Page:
Choi should file perjury charges vs. Nienstedt, SNAP says
For immediate release: Friday, Oct. 24, 2014
Statement by Frank Meuers of Plymouth, Twin Cities SNAP director (952-334-5180,email@example.com)
For the second time in six months, evidence has surfaced showing that Archbishop John Nienstedt “gave a false statement under oath,” according to Minnesota Public Radio.
We believe that Ramsey County district attorney John Choi should, at a bare minimum, investigate and likely charge Nienstedt with perjury.
We know such charges are rarely brought. But we also know that few officials have more recently concealed more child sex crimes – known and suspected – than Nienstedt and his top staff.
Nienstedt, in a statement to the Associated Press yesterday, claimed he gets “thousands” of letters. He neglected to mention, however, that he wrote a reply to a parishioner in this case. And his reply was deceitful as well.
“The archbishop's testimony on Gustafson wasn't the only false statement he made in the April 2 deposition,” MPR reported.
“Nienstedt said he didn't know until March that the Rev. Kenneth LaVan was still in ministry in violation of church policy. LaVan was accused in the 1980s of sexually assaulting at least one teenage girl and ‘sexually exploiting’ several women.”
‘I was not aware that he was publicly in ministry,’ Nienstedt said, referring to LaVan. ‘And as soon as I realized it, I had his faculties removed.’
Though retired, LaVan continued to assist with Masses at Twin Cities parishes until he was formally removed in December 2013.”
Both of these instances of Nienstedt’s deceit were exposed by caring Catholics and investigative reporting.
Imagine what other inconsistencies and deceit might be revealed if law enforcement took a close look at the depositions of Nienstedt and his top aides.
Often when victims, witnesses and whistleblowers report clerics who conceal or commit child sex crimes to law enforcement, we’re told “it was too long ago,” or “witnesses have died” or “records have been destroyed” or “memories are faded.” None of that is true in this case. Nienstedt’s deceit is recent and clearly documented. He’s had six months to step up and say that either he erred or he lied in his deposition. But he has not.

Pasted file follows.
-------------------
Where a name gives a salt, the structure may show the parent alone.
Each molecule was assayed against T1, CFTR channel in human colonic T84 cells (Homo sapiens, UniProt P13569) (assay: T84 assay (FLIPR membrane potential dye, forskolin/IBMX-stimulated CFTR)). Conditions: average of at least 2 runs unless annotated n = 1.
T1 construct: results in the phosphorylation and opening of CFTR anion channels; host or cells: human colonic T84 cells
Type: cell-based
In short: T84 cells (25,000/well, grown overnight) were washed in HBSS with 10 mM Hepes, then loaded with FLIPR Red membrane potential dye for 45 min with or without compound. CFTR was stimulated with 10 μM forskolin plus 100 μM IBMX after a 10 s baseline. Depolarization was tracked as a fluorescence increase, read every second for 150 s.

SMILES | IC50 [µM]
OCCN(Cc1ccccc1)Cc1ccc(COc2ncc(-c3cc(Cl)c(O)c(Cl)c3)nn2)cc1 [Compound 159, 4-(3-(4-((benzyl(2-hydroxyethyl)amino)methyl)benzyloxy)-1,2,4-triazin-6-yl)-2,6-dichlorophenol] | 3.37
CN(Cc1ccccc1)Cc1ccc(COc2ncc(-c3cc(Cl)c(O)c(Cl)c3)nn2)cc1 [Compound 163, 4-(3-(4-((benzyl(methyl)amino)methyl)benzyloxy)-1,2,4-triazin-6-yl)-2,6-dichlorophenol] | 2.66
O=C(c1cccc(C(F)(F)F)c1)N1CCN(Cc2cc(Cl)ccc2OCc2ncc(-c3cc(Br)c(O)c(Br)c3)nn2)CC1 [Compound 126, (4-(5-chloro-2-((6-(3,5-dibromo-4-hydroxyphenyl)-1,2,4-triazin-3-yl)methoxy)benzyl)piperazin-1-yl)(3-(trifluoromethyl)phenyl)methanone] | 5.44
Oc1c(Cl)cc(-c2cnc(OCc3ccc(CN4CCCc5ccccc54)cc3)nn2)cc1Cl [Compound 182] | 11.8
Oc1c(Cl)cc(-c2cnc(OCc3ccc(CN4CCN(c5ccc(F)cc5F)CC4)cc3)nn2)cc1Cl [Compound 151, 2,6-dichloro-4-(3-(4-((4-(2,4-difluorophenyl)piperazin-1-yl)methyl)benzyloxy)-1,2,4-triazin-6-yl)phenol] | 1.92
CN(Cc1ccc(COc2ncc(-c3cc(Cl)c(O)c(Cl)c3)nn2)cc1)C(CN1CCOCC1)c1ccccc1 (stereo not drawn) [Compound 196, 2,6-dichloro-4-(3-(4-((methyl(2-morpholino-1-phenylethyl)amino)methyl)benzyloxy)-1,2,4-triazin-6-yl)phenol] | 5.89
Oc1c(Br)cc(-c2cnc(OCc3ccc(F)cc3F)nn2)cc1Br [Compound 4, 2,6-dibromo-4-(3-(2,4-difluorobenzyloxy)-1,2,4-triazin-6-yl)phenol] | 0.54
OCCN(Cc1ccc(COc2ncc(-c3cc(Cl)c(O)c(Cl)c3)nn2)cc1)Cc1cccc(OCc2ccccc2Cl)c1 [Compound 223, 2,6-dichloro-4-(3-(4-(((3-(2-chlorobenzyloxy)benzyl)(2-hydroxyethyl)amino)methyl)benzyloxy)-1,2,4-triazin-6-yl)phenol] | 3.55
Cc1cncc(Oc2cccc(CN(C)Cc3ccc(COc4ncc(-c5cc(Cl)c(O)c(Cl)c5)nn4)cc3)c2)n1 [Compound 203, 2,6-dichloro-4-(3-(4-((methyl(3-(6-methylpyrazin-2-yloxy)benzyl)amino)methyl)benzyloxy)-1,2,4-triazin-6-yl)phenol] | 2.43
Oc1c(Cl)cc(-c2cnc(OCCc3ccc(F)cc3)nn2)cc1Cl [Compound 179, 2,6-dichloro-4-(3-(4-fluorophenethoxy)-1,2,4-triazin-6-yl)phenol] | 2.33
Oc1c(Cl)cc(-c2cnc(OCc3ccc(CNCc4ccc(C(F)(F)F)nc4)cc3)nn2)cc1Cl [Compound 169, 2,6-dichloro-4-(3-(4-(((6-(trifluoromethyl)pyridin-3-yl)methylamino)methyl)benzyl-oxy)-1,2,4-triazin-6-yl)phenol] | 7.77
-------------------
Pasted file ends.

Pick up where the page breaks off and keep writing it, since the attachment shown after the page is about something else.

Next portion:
We commend a brave woman, LaLonne Murphy, who wrote to Nienstedt six years ago about Fr. Gil Gustafson's criminal conviction “and his ongoing work as a consultant for Twin Cities parishes.” We commend Ms. Murphy for sharing her letters to and from Nienstedt with MPR. If more caring Catholic church members and employees would show this kind of courage and compassion, more kids would be safe and more corruption would be exposed.
We beg anyone with information or suspicions about clergy sex crimes or cover ups in Minnesota to share what they know or believe with police, prosecutors or groups like ours, so that more truth can be exposed and more wrongdoing can be prevented.
And we beg Mr. Choi to launch a perjury probe into Nienstedt. It’s irresponsible to look the other way when a smart, well-educated and powerful man refuses to tell the truth about child molesters under oath.
(SNAP, the Survivors Network of those Abused by Priests, is the world’s oldest and largest support group for clergy abuse victims. SNAP was founded in 1988 and has more than 20,000 members. Despite the word “priest” in our title, we have members who were molested by religious figures of all denominations, including nuns, rabbis, bishops, and Protestant ministers. Our website is SNAPnetwork.org)
50 State AG Call for Grand Jury
Any investigation must be:
- independent of and separate from the church
- must have subpoena powers and ability to compel testimony under oath
Anything short of these criteria is a sham and whitewash.
In addition, write letters to the editor, make phone calls to politicians as they can apply pressure to keep them responsive to our demand. We need to make efforts to ensure that they follow up on what the state is doing to investigate these crimes.
The Attorneys General of forty states have inquired about the grand jury process in Pennsylvania. Let's get statewide investigations going in fifty states.
Note to Letter Writers
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